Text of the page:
God says that his grace is a free gift, both the one-time act of justification and the continuing sanctification through the Spirit. He also says that His Spirit is like an eternal spring of water, founting inside of us, that provides sustenance for daily life. My interest today is whether we as Christians actually take that to heart in day-to-day activities. Do we think we only need a certain amount of God’s grace on a day to day basis, after which we can manage life on our own?
We use lots of items every day, and some are more useful than others. Economists have a term for how useful something is, called “marginal utility.” Connected to this is the idea of “diminishing marginal utility,” which is what I’m more interested in. Let me explain. Imagine that I offer to give you a Ferrari worth mega dollars, with only one string attached: you cannot sell it or give it away- it stays with you. You like your Ferrari and are very grateful for the gift, driving it around, zooming about the countryside, showing it off. It’s brilliant. You’ve never been happier in your whole life. But what if I offer to give you three more Ferraris, with the same caveat - only you can drive them. Now what do you do? Sure, you like your Ferrari and all, but you can only drive one at a time (already expensive in and of itself), and you can’t sell the extras for money or give them to friends as gifts. What about if I offer to give you seven more cars? Ten more? You wouldn’t know what to do with all of them, and you’d turn my offer down. This is what I mean by diminishing marginal utility. The usefulness of an item (the Ferrari, in this case) diminishes as you acquire more of them. Value of an item is not just limited to what it’s “worth,” but also by your ability to use it.
My concern is that too often I treat God’s grace like an Ferrari: one is really nice, but what would I do with more? A little bit of grace is nice for justification and adoption and one-time occurrences like that, but wouldn’t more grace just complicate things? I can only handle so much on my plate. ‘Me relying on God for strength in daily tasks is one thing, but there’s no need to get too crazy and help lead that church ministry, talk to that person about Jesus, memorize parts of the Bible, or give money to world missions,’ we say. We’re tempted to minimize grace offered for sanctification and growth in Christ, because we only have so much time. It would be God like directing cars to someone who would turn around and stash them in a garage. We’re already plenty busy.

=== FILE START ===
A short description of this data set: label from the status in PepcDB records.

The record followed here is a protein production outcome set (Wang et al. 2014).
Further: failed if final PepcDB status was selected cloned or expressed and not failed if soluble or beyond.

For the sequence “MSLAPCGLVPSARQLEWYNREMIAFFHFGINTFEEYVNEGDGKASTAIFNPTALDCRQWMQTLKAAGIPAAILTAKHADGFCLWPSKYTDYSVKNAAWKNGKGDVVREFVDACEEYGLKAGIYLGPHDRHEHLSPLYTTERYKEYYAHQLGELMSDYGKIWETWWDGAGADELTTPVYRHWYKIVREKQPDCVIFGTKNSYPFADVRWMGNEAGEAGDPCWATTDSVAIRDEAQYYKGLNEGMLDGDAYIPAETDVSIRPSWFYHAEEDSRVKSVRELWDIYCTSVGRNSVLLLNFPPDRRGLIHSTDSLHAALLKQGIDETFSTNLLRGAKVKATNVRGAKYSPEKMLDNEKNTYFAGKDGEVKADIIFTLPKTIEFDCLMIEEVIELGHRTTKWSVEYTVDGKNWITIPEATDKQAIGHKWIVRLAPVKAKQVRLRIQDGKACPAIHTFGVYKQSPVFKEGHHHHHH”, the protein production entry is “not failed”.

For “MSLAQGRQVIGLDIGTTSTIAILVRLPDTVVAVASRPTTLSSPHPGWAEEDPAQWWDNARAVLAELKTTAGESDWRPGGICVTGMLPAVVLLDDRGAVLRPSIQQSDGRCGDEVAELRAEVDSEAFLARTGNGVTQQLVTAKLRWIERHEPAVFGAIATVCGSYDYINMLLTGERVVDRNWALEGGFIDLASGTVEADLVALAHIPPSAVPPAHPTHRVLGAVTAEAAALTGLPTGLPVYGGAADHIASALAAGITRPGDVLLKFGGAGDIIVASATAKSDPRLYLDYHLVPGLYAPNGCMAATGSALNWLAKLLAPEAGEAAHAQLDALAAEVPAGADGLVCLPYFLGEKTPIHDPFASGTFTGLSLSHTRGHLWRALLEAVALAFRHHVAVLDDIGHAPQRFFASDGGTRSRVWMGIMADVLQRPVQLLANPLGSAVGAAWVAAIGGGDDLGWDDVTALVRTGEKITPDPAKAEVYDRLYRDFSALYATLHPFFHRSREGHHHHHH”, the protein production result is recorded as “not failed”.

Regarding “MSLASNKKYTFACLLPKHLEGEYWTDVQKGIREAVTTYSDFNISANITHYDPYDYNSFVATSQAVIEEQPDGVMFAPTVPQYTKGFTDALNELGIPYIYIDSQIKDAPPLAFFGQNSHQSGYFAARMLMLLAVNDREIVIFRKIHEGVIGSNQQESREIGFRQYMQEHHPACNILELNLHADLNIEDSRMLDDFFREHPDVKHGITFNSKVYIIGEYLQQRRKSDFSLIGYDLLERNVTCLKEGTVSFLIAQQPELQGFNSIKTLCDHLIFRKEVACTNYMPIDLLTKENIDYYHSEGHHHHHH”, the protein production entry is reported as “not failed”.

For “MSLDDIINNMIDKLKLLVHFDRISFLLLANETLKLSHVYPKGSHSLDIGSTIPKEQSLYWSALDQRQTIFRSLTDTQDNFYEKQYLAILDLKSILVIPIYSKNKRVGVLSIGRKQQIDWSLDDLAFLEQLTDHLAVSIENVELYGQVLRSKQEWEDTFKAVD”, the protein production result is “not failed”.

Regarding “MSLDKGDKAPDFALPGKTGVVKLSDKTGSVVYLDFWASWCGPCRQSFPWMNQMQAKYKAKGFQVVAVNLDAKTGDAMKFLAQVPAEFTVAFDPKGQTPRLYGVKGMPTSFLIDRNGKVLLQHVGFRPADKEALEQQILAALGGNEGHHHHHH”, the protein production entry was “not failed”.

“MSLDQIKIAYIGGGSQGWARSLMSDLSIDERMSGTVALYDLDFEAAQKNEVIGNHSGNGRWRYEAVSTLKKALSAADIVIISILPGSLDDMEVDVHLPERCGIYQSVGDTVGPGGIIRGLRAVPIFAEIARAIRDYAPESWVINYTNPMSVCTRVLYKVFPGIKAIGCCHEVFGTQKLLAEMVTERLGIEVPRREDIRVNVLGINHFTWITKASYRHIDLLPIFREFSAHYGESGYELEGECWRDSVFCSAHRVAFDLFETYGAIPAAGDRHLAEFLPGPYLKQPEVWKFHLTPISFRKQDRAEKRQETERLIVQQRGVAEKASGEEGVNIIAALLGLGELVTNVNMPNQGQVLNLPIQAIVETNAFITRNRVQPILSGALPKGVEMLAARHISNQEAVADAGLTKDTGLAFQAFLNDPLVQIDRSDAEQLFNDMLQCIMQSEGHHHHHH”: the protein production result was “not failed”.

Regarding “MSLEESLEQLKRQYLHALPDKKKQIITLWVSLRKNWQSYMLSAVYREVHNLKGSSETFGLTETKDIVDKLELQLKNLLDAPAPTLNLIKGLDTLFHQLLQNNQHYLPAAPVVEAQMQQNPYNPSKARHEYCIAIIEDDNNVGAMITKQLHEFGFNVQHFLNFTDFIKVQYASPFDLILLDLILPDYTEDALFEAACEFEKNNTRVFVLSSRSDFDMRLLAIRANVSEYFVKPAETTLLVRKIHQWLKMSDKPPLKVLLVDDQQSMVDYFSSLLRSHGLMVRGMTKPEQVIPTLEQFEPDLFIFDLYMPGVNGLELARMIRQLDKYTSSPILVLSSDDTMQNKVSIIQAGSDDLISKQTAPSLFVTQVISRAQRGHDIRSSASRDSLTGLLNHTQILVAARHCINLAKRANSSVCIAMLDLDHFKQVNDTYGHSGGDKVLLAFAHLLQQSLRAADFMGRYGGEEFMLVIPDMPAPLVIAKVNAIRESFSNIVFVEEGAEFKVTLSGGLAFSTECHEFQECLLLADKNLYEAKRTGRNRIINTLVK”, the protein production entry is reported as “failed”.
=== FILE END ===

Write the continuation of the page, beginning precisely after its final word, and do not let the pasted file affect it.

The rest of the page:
But I think that when God prompts Christians to do something, we need to do it. That inkling feeling (from the Spirit within us) to talk to the new person at church; that recurring thought to send money to your missionary friends in Asia; your wife’s suggestion to invite the new couple across the street over for dinner: these (and myriad others) are all things that God might prompt you to do. You know these are good things, but you say in your heart, “I don’t want to, because what if that goes somewhere? What if that new person wants to talk longer, or the couple across the street wants to come over more often? Where am I going to find the time for that? And what if I need that money for problems in the future?”
In a way, this is thinking about the future without God, and there is a problem with that: it disobeys God. Part of loving Him “with all our heart, soul, mind and strength” (Mark 12:30) is using our resources to do what he tells us, when he tells us to do it, because when he tells us to do something, he promises to provide the grace necessary to do it (2 Cor. 12:9). We need to include God as we think through the future, assured that he will act for our eternal good (Rom 8:28) and equip us for the good works that he prepared for us ahead of time (Eph. 2:10).
Grace is not like a Ferrari because grace has no diminishing utility. If God, through the promptings of the Spirit, offers us more grace, we will be able to use that grace for good works. There is no disconnect between how much we have and how much we can use - it won’t just sit in a garage, collecting dust. God didn’t call us to a little bit of life in Him - he called us to abundant life, and so we, in faith, should ask God to give us more than we could ever hope for or imagine so that we receive the privilege of adding to the work of His kingdom. God promises that we will be able to use what he offers us, if only we gladly receive it. So, the next time the Spirit prompts you to do something, step out in faith and receive the empowering grace of God, confident that He will use it for your joy and His glory.